The State Department announced Thursday that it was designating the Washington, D.C.-based Confucius Institute U.S. Center a "foreign mission" of the People's Republic of China.
The center coordinates language and cultural programs for the Confucius Institutes, Chinese government-funded centers for language education and cultural programming, at colleges across the United States. The institutes have run afoul of Congressional lawmakers who see them as vehicles for disseminating Chinese government propaganda in U.S. classrooms.
This latest move by the State Department reflects another way in which an increasingly adversarial and competitive relationship between the U.S. and China has affected academic exchange. The State Department says the designation recognizes the Confucius Institute U.S. Center "for what it is: an entity advancing Beijing's global propaganda and malign influence campaign on U.S. campuses and K-12 classrooms.
State Department officials said in a press briefing that the designation of the Confucius Institute U.S. Center does not directly affect campus-based Confucius Institutes, but does mean that the coordinating office in Washington will have to provide the State Department with regular reports about funding, personnel and operations of Confucius Institutes and Confucius classrooms across the U.S. and to provide information about curriculum and training material.
David R. Stillwell, Assistant Secretary of State for the Bureau of East Asian and Pacific Affairs, said the designation "is not going after Confucius centers per se, although we would ask that universities again take a hard look at what those institutes are doing on their campuses and then decide for themselves if this is something that supports and advances academic freedom and our democratic values, or not."
Gao Qing, the executive director of the Confucius Institute U.S. Center, said the center is "more than happy to work with the State Department and their request for more information" and that "much of the information requested is either already publicly available or has been offered to the State Department multiple times in the past in a good faith effort to be transparent."
"We have also made multiple attempts to open our organization to the press to show that we, as a predominantly American staff, are committed to transparency," Gao said. "Sadly we have been seldom taken up on our offers to not only show the work we're doing, but to allow our American students to speak to their educational experiences through not only our organization, but the independent, university-controlled Confucius Institute programs across the country.
"Apparently, we are living in a time where teaching a foreign language is now seen as a political act by some people," Gao said. "As ironic as it sounds, our small team of American staff is still being defined as a 'Foreign mission.' We are not a headquarters for American Confucius Institutes, but a small office in Washington, D.C., devoted to global education services and intercultural opportunities for American communities. Clearly caught up in international saber rattling, this naked political opportunism is in serious need of a fact check."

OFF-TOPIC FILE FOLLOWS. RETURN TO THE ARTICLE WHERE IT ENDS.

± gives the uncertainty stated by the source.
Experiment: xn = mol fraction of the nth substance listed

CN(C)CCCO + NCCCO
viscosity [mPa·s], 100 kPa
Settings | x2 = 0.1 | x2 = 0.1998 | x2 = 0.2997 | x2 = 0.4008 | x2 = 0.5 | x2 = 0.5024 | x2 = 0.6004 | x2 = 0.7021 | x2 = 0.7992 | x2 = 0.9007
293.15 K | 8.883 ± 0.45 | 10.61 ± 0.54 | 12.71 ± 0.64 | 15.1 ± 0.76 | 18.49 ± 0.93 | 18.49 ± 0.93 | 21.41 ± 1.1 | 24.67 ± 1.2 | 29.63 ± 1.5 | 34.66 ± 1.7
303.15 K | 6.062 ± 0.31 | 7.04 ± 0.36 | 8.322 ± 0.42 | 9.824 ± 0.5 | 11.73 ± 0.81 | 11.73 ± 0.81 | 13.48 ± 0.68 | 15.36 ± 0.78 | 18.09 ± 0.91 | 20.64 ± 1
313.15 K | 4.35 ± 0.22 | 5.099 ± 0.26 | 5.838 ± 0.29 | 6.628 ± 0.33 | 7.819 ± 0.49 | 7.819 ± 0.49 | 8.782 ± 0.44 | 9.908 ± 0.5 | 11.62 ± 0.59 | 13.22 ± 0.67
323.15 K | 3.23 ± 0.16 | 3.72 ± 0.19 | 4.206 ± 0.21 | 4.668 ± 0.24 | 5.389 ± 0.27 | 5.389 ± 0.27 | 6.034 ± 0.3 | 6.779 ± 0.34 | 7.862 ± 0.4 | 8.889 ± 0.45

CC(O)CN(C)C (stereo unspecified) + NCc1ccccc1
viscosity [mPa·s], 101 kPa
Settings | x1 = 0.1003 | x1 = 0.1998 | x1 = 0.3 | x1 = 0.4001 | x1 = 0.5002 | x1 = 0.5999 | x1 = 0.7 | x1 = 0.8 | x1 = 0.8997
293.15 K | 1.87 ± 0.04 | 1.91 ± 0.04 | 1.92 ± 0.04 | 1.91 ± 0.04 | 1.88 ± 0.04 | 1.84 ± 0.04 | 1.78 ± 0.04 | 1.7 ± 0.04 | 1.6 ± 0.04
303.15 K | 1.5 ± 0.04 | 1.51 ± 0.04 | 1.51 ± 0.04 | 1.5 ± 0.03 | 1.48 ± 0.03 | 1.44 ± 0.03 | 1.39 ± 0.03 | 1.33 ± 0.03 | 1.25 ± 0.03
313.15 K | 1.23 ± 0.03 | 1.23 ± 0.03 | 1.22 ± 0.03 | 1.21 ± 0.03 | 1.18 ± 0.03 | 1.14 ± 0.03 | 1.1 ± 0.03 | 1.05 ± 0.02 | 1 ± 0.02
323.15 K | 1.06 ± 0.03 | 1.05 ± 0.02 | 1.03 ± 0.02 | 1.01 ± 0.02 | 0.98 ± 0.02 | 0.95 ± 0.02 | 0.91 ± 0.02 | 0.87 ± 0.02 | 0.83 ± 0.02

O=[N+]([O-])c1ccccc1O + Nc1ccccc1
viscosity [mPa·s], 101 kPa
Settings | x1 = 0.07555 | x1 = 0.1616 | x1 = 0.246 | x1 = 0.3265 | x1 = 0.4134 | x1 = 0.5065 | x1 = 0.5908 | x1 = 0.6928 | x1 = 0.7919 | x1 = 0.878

U.S. officials said there are currently 75 Confucius Institutes in the U.S., including 65 located on U.S. campuses.
An estimated 45 U.S. colleges have closed their Confucius Institutes over the past couple years as they have increasingly come under pressure from lawmakers. A number of colleges closed the institutes after the passage of a defense spending bill in 2018 that barred colleges hosting Confucius Institutes from receiving funding for Chinese language funding from the Pentagon, which operates the Flagship Language program.
Proponents of the Confucius Institutes welcome the funding they provide for Chinese language learning and cultural programming, and point out that the institutes are typically structured as partnerships between a Chinese university and an American host university.
But academic freedom watchdogs have long raised concerns about Confucius Institutes. The American Association of University Professors issued a statement in 2014 urging colleges to consider ending their involvement with the institutes, arguing that colleges "permit Confucius Institutes to advance a state agenda in the recruitment and control of academic staff, in the choice of curriculum, and in the restriction of debate."
The move against the Confucius Institutes comes against the backdrop of deteriorating academic relations between the U.S. and China. Christopher Wray, director of the Federal Bureau of Investigation, has warned of the threat of Chinese students and scientists stealing academic research, and a number of visiting Chinese scholars have been arrested for allegedly failing to disclose their affiliations with Chinese universities or government entities on federal applications or tax forms or, in several recent cases, for allegedly hiding their ties to the Chinese military.
President Trump also signed an executive order last month directing administration officials to end the Fulbright program in China and Hong Kong in retaliation for Beijing's encroachments on the relative autonomy of Hong Kong.
Although Republicans have led the charge in calling for the closure of Confucius Institutes, Democrats have had concerns as well. In February 2019, the U.S. Senate's Permanent Subcommittee on Investigations issued a bipartisan report that found a lack of transparency in the operations of the institutes and alleged that the "Chinese government controls nearly every aspect of Confucius Institutes at U.S. schools, including its funding, staff, and all programming."